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Constitution Amendment (Fracking Ban ) Bill 2020

Mar 5, 2021 | News, Parliament

Mr BARTON (Eastern Metropolitan) (14:19:119:): I get to follow Ms Garrett again. How very amusing. Today I rise to speak on the Constitution Amendment (Fracking Ban) Bill 2020.

As many members of this house and many of my constituents know, I am supportive of the environment and renewable energy initiatives. They are probably some of the most important things we do. The taking up of electric vehicles and the switching to wind, solar and hydro energy are things to be encouraged, investigated and applauded. Investing in alternative energy is the way of the future, and we need to jump on board.

Entrenching fracking and coal seam bans in the constitution will not stop onshore conventional gas mining.

However, it is going to protect farms and it will protect Victoria’s reputation for the cleanest and greenest food and fibre. Unlike an ordinary act, the passing of this bill will mean that any future bill attempting to repeal, alter or vary the bans on fracking and coal seam mining will require three-fifths of a special majority in both the Assembly and this house to pass.

Constitution Amendment (Fracking Ban) Bill 2020

Protecting the rights of Victorians to clean water, protecting the environment and our health are all good reasons why this bill should be passed.

Why are these bans so important that we are seeking to entrench them into the constitution? Well, this will make it extremely difficult for political parties to be mischievous for a political motive. It is not clear yet in Australia—and we have not seen it in Australia—what the impact is on the health of residents, but it does have the potential to cause damage to the local environment, such as our groundwater supply.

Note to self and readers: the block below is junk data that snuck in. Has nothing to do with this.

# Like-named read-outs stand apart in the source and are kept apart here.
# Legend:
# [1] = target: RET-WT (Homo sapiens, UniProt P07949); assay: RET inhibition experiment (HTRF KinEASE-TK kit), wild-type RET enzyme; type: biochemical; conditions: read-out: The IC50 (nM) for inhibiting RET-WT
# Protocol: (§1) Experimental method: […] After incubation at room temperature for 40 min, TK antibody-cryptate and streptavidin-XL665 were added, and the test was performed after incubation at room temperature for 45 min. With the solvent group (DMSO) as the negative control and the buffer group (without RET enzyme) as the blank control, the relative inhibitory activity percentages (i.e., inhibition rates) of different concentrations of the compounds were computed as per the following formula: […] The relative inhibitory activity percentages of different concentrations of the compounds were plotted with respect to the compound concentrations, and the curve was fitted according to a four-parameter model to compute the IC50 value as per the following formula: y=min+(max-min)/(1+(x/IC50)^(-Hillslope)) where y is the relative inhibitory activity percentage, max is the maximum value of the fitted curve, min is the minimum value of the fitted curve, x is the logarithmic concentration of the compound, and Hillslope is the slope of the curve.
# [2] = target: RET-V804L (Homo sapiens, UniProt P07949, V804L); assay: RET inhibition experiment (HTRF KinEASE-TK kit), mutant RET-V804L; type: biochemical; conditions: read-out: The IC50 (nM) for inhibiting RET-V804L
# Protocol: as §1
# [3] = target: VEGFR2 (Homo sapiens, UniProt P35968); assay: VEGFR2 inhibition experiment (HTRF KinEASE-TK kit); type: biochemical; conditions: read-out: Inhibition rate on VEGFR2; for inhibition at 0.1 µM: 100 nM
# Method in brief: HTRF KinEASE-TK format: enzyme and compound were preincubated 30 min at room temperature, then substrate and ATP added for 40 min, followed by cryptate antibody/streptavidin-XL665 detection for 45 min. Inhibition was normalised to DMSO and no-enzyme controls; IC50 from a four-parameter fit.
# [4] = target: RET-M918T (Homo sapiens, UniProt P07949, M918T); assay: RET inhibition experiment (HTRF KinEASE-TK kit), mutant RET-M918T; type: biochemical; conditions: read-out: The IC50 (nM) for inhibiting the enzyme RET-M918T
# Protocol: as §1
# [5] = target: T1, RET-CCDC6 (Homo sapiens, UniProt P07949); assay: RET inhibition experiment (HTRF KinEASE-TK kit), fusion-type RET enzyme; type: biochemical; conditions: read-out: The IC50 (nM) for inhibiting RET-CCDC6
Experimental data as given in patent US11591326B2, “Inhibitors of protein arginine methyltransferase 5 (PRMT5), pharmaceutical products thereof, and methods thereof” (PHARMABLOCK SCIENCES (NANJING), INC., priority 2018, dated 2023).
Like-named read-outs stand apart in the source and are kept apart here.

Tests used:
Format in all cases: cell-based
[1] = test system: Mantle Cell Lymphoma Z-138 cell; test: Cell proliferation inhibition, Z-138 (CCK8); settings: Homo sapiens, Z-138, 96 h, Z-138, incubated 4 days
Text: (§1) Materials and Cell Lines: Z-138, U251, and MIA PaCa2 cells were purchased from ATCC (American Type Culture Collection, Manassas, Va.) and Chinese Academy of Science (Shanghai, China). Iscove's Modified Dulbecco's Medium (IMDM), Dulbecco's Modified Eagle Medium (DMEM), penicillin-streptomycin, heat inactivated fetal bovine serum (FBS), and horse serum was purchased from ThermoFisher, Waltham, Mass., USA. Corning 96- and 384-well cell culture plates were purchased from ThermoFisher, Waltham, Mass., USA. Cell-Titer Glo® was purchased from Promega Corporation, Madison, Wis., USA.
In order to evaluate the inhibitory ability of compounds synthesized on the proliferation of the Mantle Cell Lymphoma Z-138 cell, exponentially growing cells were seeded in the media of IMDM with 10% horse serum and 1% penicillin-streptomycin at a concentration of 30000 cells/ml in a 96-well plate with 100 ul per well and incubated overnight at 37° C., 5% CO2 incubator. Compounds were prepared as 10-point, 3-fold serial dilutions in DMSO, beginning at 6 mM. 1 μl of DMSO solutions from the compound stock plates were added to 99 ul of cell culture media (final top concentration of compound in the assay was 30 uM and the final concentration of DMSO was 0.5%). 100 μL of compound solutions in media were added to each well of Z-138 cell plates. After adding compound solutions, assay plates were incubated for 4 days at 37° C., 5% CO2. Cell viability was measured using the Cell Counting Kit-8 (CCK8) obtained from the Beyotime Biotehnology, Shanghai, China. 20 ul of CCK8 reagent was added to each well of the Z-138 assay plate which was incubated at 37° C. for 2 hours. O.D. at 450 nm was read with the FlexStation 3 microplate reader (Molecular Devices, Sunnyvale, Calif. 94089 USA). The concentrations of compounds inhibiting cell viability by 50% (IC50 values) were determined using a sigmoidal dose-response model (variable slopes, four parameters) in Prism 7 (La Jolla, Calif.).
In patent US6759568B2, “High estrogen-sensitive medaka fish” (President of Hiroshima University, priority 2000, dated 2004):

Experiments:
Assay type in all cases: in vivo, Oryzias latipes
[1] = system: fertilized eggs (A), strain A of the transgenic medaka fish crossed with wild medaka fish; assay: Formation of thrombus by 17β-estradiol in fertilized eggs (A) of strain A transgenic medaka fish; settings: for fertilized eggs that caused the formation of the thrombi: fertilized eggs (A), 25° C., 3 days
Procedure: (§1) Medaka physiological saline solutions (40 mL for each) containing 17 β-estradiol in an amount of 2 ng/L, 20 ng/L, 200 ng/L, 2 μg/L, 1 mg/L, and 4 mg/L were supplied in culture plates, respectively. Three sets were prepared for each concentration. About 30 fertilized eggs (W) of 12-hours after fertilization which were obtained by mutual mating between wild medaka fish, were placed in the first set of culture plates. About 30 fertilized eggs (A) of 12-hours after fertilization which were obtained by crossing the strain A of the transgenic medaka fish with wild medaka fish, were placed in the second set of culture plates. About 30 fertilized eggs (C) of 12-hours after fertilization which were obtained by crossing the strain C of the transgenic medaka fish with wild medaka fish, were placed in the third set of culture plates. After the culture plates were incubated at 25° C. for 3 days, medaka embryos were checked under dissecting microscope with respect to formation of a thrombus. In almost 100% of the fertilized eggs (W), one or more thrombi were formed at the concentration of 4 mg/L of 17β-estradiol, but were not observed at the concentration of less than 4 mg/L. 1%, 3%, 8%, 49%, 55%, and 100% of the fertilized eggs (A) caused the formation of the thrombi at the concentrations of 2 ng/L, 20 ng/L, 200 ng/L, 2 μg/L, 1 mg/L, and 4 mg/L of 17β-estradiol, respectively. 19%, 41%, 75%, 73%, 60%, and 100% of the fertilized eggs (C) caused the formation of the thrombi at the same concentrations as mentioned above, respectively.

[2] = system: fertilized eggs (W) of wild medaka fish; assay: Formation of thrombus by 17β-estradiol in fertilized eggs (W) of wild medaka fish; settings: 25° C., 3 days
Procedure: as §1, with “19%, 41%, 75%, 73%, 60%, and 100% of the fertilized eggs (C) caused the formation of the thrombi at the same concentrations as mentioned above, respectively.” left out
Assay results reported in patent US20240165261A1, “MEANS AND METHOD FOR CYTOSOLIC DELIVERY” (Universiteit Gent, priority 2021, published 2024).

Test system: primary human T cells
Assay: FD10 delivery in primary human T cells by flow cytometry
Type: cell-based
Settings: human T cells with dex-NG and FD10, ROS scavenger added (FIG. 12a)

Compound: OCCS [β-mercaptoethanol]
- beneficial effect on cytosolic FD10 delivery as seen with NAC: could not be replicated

Research in the US shows us fracking causes gas and oil to leak underground, which pollutes local drinking water. These leaks are to such a degree that they have caused tap water to catch fire—and we have all seen that on TV. In more extreme cases, methane contamination has caused houses to explode after the gas has seeped into the water supply.

While we have not experienced such extreme outcomes here in Victoria, gas moving underground as a result of hydraulic fracturing or drilling is a ticking time bomb. It is a risk not worth taking when we have safe alternative renewable options. Methane, propane, butane, ethane—all of which are major health hazards—have all been detected in water wells near active drill sites.

Protecting the rights of Victorians to clean water, protecting the environment and our health are all good reasons why we should pass this bill.

I understand some question the legality of entrenching these bans into the constitution. I also know that some believe that policy decisions should not be reflected in the constitution. I have a different view. I support this bill and I urge the government to keep going the way they are going, with greater steps towards implementing solar, hydro and wind energy—and I think it would be excellent if the government considered electric vehicles for the entire government fleet. That would be a good step. I commend the bill to the house.


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